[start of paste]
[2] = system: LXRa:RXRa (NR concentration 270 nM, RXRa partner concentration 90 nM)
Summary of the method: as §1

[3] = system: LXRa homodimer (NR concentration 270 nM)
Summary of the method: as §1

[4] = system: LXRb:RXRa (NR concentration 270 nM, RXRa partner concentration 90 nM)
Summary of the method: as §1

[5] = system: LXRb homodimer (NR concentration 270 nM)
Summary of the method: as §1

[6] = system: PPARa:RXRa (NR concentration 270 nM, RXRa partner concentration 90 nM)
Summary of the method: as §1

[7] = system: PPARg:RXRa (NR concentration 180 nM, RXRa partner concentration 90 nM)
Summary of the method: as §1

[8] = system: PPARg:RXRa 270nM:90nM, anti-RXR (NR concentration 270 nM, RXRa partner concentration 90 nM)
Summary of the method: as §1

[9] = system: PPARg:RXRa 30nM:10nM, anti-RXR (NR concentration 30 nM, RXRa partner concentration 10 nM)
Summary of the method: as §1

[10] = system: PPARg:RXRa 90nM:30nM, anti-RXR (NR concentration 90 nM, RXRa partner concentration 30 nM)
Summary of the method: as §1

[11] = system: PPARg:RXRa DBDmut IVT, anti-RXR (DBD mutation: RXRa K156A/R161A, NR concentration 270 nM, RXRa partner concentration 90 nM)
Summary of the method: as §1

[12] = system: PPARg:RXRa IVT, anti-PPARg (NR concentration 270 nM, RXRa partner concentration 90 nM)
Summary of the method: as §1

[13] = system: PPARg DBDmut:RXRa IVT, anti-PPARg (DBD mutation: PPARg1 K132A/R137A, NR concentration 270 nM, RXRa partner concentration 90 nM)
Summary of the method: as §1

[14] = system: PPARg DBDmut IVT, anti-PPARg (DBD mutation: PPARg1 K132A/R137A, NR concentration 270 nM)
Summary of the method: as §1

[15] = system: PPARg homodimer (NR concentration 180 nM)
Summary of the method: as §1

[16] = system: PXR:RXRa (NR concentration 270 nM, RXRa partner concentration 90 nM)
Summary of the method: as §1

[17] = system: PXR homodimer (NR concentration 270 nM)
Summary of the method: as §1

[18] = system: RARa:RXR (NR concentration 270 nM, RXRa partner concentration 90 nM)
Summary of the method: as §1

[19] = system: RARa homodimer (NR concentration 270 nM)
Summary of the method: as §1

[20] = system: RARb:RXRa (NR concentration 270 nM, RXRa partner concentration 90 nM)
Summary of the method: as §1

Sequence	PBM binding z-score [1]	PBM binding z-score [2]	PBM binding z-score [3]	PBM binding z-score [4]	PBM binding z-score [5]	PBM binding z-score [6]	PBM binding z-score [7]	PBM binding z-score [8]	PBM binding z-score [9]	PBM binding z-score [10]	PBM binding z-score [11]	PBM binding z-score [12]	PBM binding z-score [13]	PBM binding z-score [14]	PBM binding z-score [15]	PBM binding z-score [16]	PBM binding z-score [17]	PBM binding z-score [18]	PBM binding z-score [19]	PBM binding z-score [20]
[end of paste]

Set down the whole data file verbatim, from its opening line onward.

[2] = system: LXRa:RXRa (NR concentration 270 nM, RXRa partner concentration 90 nM)
Summary of the method: as §1

[3] = system: LXRa homodimer (NR concentration 270 nM)
Summary of the method: as §1

[4] = system: LXRb:RXRa (NR concentration 270 nM, RXRa partner concentration 90 nM)
Summary of the method: as §1

[5] = system: LXRb homodimer (NR concentration 270 nM)
Summary of the method: as §1

[6] = system: PPARa:RXRa (NR concentration 270 nM, RXRa partner concentration 90 nM)
Summary of the method: as §1

[7] = system: PPARg:RXRa (NR concentration 180 nM, RXRa partner concentration 90 nM)
Summary of the method: as §1

[8] = system: PPARg:RXRa 270nM:90nM, anti-RXR (NR concentration 270 nM, RXRa partner concentration 90 nM)
Summary of the method: as §1

[9] = system: PPARg:RXRa 30nM:10nM, anti-RXR (NR concentration 30 nM, RXRa partner concentration 10 nM)
Summary of the method: as §1

[10] = system: PPARg:RXRa 90nM:30nM, anti-RXR (NR concentration 90 nM, RXRa partner concentration 30 nM)
Summary of the method: as §1

[11] = system: PPARg:RXRa DBDmut IVT, anti-RXR (DBD mutation: RXRa K156A/R161A, NR concentration 270 nM, RXRa partner concentration 90 nM)
Summary of the method: as §1

[12] = system: PPARg:RXRa IVT, anti-PPARg (NR concentration 270 nM, RXRa partner concentration 90 nM)
Summary of the method: as §1

[13] = system: PPARg DBDmut:RXRa IVT, anti-PPARg (DBD mutation: PPARg1 K132A/R137A, NR concentration 270 nM, RXRa partner concentration 90 nM)
Summary of the method: as §1

[14] = system: PPARg DBDmut IVT, anti-PPARg (DBD mutation: PPARg1 K132A/R137A, NR concentration 270 nM)
Summary of the method: as §1

[15] = system: PPARg homodimer (NR concentration 180 nM)
Summary of the method: as §1

[16] = system: PXR:RXRa (NR concentration 270 nM, RXRa partner concentration 90 nM)
Summary of the method: as §1

[17] = system: PXR homodimer (NR concentration 270 nM)
Summary of the method: as §1

[18] = system: RARa:RXR (NR concentration 270 nM, RXRa partner concentration 90 nM)
Summary of the method: as §1

[19] = system: RARa homodimer (NR concentration 270 nM)
Summary of the method: as §1

[20] = system: RARb:RXRa (NR concentration 270 nM, RXRa partner concentration 90 nM)
Summary of the method: as §1

Sequence	PBM binding z-score [1]	PBM binding z-score [2]	PBM binding z-score [3]	PBM binding z-score [4]	PBM binding z-score [5]	PBM binding z-score [6]	PBM binding z-score [7]	PBM binding z-score [8]	PBM binding z-score [9]	PBM binding z-score [10]	PBM binding z-score [11]	PBM binding z-score [12]	PBM binding z-score [13]	PBM binding z-score [14]	PBM binding z-score [15]	PBM binding z-score [16]	PBM binding z-score [17]	PBM binding z-score [18]	PBM binding z-score [19]	PBM binding z-score [20]